Every day, I’m scouring the Internet for land use and environmental news from around the state and around the world that means something for us here in Hawaii. Noteworthy today: more archaeological study mandated on the Big Island, genetically modified crops thrive on Kauai and research links pesticides to ADD.

  • The State Historic Preservation Division recently told a Big Island developer to conduct a more thorough archaeological study before $700 million plans for 2,300 homes can proceed to the Land Use Commission. Despite the setback, the project is set to break ground next year.
  • Cause to celebrate? Genetically modified seed crop operations are thriving on Kauai’s Westside, The Garden Island reports. Some are still concerned: What are the long-term health effects?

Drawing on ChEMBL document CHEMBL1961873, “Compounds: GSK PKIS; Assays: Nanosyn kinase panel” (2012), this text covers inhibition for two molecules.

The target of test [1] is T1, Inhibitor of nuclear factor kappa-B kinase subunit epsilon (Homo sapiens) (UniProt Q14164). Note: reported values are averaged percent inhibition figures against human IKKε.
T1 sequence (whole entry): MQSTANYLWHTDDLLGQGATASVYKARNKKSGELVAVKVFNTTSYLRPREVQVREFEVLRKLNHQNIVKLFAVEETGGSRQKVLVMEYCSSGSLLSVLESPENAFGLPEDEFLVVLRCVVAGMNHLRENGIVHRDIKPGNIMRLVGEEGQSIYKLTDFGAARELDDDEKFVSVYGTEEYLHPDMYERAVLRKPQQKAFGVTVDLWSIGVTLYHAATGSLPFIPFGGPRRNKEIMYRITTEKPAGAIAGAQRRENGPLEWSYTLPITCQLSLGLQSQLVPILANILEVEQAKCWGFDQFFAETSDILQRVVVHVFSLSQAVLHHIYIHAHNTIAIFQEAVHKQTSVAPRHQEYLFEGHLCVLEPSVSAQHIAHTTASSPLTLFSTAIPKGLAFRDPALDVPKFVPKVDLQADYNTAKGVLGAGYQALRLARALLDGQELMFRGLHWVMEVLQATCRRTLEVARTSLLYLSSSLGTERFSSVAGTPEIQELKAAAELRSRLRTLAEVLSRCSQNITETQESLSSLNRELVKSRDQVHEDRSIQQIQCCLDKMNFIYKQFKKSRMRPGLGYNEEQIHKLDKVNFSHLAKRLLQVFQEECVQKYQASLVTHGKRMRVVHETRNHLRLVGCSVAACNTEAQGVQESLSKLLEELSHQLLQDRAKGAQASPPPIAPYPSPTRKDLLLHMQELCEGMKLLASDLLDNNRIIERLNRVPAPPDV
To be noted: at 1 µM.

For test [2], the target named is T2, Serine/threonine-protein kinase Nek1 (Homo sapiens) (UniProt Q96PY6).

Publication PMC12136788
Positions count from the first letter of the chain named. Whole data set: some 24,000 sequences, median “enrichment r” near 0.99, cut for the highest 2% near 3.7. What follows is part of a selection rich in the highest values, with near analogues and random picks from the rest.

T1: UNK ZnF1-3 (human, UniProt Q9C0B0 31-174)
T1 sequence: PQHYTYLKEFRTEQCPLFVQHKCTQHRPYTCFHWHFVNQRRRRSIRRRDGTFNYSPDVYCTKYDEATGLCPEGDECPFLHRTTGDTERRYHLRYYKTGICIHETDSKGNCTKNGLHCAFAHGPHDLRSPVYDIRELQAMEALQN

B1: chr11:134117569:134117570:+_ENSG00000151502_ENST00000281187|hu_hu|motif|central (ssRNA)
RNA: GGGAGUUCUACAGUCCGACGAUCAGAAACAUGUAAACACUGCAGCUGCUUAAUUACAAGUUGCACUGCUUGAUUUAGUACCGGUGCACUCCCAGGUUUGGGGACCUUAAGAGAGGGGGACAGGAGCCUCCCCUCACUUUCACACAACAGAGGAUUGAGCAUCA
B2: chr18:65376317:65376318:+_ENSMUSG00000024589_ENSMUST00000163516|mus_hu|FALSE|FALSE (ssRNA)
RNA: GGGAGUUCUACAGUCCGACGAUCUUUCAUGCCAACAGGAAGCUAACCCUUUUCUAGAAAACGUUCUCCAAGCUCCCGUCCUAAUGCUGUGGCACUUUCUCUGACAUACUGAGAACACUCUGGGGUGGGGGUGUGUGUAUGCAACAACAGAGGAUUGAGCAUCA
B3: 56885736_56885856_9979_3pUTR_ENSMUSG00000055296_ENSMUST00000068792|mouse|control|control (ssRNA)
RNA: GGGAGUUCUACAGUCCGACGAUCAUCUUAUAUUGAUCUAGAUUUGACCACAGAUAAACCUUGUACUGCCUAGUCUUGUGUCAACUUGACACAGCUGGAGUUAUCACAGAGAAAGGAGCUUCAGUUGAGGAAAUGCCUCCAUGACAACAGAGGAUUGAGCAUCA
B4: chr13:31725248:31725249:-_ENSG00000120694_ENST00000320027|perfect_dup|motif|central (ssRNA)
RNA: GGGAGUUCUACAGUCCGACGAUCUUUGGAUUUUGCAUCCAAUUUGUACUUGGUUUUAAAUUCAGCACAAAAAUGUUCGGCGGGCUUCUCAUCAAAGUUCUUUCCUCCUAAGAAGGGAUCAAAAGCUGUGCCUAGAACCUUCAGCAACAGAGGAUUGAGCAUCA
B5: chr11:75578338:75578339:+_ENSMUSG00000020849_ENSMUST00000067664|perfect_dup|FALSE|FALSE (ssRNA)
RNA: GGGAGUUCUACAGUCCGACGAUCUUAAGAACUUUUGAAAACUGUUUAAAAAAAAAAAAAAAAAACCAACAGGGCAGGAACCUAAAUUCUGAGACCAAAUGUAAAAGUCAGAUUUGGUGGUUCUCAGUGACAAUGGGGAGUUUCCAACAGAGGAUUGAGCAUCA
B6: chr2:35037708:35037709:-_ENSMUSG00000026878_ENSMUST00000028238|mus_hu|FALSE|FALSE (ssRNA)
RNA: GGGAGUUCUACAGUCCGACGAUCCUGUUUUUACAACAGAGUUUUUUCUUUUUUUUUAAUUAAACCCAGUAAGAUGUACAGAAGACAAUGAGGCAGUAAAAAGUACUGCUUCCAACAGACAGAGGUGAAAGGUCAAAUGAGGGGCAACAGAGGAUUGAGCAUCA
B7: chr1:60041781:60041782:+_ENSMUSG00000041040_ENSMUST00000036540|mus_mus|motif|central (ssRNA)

• Water comes first: Koko Head Elementary students are set to learn about Hawaiian farming, but first they need to learn the value of water. A 51-gallon rain catchment system will be installed. Makes sense, right?
  • Land Use Commissioner Ransom “Randy” Piltz has filed papers to run for Maui mayor, the Maui News reported Sunday. He’s a 71-year-old retired electrical contractor and has previously served on the Maui Planning Commission.
  • A research expedition led by University of Hawaii geologists is using robotic vehicles to do “old-time geology” at volcanic hot spots near the Galapagos Islands.
  • The Obama administration met with environmental groups to discuss the preservation of millions of acres in the American West, enraging those who were left out of the loop. Doesn’t 2.5 million acres for a bison range sound really big?
  • A new study argues that exposure to even common levels of pesticides can cause attention deficit disorder in children. Well, that and eight hours of television and video games per day.
  • BP says it is now capturing one-fifth of the oil leaking into the Gulf of Mexico. That ratio assumes the company’s estimate of 5,000 barrels per day is accurate, which many have disputed. Either way, there’s still a long way to go.

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